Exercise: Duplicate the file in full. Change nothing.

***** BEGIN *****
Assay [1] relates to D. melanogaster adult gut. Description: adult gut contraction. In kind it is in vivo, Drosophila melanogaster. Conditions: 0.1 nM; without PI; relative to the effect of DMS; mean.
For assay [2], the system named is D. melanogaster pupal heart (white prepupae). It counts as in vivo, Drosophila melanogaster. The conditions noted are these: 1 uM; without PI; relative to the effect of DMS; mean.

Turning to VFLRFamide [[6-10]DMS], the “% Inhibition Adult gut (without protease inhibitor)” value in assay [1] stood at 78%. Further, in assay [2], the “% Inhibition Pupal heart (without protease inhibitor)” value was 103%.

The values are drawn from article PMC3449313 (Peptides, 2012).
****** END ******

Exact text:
Assay [1] relates to D. melanogaster adult gut. Description: adult gut contraction. In kind it is in vivo, Drosophila melanogaster. Conditions: 0.1 nM; without PI; relative to the effect of DMS; mean.
For assay [2], the system named is D. melanogaster pupal heart (white prepupae). It counts as in vivo, Drosophila melanogaster. The conditions noted are these: 1 uM; without PI; relative to the effect of DMS; mean.

Turning to VFLRFamide [[6-10]DMS], the “% Inhibition Adult gut (without protease inhibitor)” value in assay [1] stood at 78%. Further, in assay [2], the “% Inhibition Pupal heart (without protease inhibitor)” value was 103%.

The values are drawn from article PMC3449313 (Peptides, 2012).